Tucson: Arizona regulators suing Tucson landlord over mortgage deals that cost people their homes

Tucson: Arizona regulators suing Tucson landlord over mortgage deals that cost people their homes

Catherine Reagor | Jessica Boehm | Arizona Republic

Troy Warren for CNT


Arizona regulators are going after two Tucson real estate firms and their manager in connection with a scheme that cost several people their homes and their down payments.

The Arizona Attorney General has filed a consumer fraud lawsuit against Deed and Notes Traders, 881 Home and David Kinas, accusing them of deceiving consumers in real estate deals.

The lawsuit alleges Kinas sold houses with “wrap mortgages” that involve buyers who typically can’t qualify for a home loan. Those buyers make payments to a seller who maintains the original financing on a property. A secondary mortgage for a higher sales price, typically with a higher interest rate, is then added to the financing, also known as a carry-back loan.

These loans are risky and typically only used by buyers who can’t get other financing.

Kinas and his groups stopped making mortgage payments on at least six wrap deals in Tucson, and homeowners who thought they were paying their mortgage through him ended up with foreclosure notices, according to the lawsuit. Most of those homeowners also lost down payments.

Over the past 15 years, the state Attorney General’s Office repeatedly has investigated Kinas and some of his companies on suspicion of violating Arizona’s consumer fraud act with practices in rent-to-own and foreclosure-rescue businesses.

He has defaulted on payments to a previous consent order to compensate victims of the scheme as part of an earlier investigation as well as pay legal fees and owes the state $321,750, according to the lawsuit.

Kinas didn’t respond to requests for comment.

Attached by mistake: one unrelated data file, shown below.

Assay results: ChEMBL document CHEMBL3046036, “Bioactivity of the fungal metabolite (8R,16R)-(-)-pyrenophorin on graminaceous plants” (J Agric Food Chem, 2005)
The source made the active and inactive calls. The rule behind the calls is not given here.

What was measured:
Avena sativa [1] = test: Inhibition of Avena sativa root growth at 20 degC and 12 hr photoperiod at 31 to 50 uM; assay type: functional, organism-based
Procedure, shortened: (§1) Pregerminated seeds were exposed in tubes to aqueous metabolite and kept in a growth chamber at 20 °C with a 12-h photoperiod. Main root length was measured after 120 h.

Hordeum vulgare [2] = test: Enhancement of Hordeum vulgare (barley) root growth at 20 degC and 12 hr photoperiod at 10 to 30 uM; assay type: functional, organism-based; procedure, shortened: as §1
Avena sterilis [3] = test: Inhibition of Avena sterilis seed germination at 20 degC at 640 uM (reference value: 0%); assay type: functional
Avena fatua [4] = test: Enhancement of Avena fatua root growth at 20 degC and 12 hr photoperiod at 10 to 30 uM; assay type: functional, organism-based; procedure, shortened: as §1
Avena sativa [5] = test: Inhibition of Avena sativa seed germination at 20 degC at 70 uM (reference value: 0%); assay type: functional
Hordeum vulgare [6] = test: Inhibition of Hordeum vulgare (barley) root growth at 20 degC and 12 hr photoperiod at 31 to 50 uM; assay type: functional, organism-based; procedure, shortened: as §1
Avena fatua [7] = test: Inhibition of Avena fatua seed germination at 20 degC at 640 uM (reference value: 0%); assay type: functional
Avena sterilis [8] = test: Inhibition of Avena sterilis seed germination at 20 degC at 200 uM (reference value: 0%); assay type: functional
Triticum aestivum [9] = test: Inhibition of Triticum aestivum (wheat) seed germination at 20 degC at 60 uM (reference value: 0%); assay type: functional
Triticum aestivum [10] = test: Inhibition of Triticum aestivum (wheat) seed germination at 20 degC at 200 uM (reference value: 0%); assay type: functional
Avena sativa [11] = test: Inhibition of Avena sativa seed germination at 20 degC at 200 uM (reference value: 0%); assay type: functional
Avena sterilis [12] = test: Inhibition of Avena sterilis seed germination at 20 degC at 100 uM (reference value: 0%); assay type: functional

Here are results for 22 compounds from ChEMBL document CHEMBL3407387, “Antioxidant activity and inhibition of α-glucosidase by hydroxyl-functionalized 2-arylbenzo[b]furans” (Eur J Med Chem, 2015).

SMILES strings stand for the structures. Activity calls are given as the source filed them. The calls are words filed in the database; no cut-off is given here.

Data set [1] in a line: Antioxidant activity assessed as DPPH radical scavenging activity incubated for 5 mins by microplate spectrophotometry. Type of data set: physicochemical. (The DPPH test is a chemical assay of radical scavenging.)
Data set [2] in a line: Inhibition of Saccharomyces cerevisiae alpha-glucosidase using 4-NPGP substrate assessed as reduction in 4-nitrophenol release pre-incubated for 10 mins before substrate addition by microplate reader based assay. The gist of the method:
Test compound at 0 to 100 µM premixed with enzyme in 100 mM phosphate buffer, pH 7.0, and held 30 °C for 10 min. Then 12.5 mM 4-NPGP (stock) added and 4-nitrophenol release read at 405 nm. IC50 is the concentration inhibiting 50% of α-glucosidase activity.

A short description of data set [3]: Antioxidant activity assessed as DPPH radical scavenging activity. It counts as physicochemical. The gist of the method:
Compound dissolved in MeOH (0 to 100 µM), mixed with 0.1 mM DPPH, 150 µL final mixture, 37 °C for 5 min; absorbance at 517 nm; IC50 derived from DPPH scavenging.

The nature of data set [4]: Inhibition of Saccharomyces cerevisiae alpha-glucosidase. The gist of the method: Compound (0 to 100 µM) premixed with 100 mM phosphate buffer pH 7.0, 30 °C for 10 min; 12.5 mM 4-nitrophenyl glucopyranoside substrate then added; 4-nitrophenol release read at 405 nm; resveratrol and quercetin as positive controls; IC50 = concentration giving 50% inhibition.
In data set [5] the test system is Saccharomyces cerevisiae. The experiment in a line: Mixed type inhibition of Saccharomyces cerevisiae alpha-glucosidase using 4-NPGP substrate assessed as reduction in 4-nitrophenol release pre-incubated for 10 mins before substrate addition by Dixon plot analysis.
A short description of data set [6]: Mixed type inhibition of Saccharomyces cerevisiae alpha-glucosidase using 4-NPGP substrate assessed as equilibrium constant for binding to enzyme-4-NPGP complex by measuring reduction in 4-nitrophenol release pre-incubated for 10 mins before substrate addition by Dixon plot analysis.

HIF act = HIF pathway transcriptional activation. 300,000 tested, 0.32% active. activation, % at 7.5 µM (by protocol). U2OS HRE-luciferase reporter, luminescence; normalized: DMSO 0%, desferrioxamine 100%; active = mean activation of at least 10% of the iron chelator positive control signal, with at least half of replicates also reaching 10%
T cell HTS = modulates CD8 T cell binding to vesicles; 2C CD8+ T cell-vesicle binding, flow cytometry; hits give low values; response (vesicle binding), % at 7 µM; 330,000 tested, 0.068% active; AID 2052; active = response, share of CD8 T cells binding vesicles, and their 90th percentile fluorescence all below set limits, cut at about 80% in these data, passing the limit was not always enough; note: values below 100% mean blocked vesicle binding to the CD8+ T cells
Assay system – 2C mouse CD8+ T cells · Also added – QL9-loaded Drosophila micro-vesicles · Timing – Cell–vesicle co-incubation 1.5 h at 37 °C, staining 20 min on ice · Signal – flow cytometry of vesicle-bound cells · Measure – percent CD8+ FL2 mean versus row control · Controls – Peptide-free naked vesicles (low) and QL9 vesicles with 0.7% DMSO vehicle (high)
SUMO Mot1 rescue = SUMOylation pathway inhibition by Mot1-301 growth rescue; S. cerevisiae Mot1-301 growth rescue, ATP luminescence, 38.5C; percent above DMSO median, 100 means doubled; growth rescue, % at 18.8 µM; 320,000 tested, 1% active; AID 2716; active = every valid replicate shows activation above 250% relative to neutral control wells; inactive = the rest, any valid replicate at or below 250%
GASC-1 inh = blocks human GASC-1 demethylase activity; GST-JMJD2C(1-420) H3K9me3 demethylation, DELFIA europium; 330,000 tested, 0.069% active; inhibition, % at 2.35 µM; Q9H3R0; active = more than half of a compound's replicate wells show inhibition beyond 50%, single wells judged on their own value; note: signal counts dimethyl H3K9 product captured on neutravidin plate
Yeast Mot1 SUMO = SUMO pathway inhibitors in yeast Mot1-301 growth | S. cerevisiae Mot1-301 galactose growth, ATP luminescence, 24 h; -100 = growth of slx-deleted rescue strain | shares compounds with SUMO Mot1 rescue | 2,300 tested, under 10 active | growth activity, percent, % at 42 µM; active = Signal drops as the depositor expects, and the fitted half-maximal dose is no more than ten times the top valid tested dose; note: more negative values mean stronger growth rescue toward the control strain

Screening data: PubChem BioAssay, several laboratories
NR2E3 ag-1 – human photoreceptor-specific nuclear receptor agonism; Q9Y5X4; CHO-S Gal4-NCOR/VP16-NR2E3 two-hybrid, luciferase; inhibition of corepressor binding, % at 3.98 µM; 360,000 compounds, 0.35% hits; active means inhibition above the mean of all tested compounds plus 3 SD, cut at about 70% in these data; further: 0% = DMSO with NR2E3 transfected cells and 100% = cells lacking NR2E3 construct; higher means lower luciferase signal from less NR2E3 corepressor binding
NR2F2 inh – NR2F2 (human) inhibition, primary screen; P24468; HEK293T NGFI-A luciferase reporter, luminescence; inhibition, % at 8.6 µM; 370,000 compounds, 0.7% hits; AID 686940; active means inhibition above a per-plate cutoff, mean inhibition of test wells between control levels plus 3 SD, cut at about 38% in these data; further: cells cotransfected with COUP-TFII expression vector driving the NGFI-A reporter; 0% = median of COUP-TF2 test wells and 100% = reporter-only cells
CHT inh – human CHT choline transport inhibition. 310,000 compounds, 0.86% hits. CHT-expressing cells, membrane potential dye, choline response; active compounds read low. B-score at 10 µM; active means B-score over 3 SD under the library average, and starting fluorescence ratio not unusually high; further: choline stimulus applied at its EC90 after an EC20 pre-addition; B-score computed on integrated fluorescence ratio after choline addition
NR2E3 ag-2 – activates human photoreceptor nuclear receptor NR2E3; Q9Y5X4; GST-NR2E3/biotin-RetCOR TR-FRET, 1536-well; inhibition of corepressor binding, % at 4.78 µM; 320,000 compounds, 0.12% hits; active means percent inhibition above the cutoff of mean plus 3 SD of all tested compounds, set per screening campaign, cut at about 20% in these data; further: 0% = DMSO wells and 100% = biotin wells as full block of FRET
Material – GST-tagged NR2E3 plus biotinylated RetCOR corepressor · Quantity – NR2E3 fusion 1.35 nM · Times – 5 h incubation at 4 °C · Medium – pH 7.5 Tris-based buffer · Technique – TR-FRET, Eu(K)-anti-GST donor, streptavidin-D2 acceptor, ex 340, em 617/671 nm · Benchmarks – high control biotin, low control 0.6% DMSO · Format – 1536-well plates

“Owning a home is part of the American Dream but, sadly, that didn’t happen in this case,” said Attorney General Mark Brnovich. “Consumers made a down payment and monthly mortgage payments thinking they were getting closer to owning their home. Instead, they got foreclosure notices.”

The attorney general’s lawsuit seeks consumer restitution of up to $10,000 in civil penalties for each violation of the Arizona Consumer Fraud Act, $25,000 for each violation of the consent order, attorneys’ fees, plus the amount Kinas and his groups owe on the 2006 Consent Decree.

Kinas is not a licensed real estate agent or a mortgage broker.

In 2018 and 2019, the Arizona Department of Real Estate sanctioned Kinas for operating without a license. It issued orders for Kinas to “immediately cease and desist from engaging in any real estate activity including sales, listing, rental and/or leasing activity and property management activity, in any capacity whatsoever, directly or indirectly, within the State of Arizona.”

Despite being banned from operating as a landlord, Kinas received $2,460 from the state’s Rental Property Owner fund launched last year during the pandemic. The money was for rent between August and December on a 1,200-square-foot rental home in Tucson.

He also received $3,410 in renter aid from Pima County for the same property in October, according to an Arizona Republic investigation.

Property owners were not permitted to receive payment through the state landlord fund for any rental that they received money for from another state rental aid program, according to the application guidelines.

Landlords were required to return funding to the state within 10 days if they later received a subsidy through another tenant assistance program. The Governor’s Office, which ran the landlord fund, hasn’t responded to inquiries about whether Kinas returned the money.

The AG’s office is currently seeking restitution for six consumers in the wraparound mortgage case and wants others who believe they have been a victim of consumer fraud to file a complaint at www.azag.gov/complaints/consumer.

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By Troy Warren

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